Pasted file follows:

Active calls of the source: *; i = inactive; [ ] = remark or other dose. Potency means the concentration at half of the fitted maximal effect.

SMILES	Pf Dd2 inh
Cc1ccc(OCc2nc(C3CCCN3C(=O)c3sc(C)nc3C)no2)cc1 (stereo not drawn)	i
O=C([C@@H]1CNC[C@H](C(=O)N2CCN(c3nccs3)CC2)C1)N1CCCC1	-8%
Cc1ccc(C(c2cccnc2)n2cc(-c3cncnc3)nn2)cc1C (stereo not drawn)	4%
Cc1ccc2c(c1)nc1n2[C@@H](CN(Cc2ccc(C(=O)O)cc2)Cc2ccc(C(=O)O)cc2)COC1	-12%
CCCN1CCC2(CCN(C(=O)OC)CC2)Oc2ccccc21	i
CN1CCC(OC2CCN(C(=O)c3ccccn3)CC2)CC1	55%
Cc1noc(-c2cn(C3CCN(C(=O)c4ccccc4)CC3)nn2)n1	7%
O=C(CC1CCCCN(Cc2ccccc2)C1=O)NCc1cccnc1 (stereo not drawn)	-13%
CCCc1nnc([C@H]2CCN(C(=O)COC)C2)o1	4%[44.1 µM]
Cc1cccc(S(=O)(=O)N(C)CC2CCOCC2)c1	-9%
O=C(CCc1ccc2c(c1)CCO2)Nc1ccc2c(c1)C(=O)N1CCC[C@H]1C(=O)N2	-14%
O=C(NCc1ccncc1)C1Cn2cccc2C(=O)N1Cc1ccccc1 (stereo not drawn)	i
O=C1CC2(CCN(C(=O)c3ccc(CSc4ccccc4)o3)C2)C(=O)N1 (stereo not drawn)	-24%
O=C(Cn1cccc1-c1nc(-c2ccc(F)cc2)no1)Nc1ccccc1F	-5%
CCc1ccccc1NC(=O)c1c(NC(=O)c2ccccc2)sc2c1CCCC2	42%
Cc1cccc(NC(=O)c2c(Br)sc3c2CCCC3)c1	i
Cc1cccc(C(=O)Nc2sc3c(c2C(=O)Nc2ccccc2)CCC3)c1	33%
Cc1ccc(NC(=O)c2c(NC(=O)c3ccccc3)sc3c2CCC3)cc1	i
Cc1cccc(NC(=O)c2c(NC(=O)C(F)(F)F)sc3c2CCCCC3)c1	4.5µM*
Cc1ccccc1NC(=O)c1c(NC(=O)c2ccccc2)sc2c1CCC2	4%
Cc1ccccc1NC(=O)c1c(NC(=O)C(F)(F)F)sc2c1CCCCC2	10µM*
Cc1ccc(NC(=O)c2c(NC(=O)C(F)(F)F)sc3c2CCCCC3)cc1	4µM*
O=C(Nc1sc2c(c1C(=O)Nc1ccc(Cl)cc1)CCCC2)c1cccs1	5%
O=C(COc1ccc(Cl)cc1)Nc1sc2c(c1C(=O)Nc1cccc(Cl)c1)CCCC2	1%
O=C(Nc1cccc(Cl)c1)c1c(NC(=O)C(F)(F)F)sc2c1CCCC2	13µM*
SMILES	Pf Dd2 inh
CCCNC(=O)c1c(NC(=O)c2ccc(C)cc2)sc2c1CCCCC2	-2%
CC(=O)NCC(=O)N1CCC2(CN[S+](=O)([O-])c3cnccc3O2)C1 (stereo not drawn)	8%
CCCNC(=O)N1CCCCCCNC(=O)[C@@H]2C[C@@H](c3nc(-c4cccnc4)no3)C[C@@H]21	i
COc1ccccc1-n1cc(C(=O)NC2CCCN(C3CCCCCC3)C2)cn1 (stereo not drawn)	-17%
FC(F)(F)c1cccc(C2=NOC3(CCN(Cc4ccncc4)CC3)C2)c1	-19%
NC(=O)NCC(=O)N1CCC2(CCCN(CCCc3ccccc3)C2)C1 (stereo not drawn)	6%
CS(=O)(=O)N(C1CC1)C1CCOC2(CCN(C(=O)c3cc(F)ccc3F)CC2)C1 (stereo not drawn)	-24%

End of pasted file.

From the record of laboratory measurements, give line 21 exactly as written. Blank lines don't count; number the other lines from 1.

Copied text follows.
Cc1cccc(NC(=O)c2c(NC(=O)C(F)(F)F)sc3c2CCCCC3)c1	4.5µM*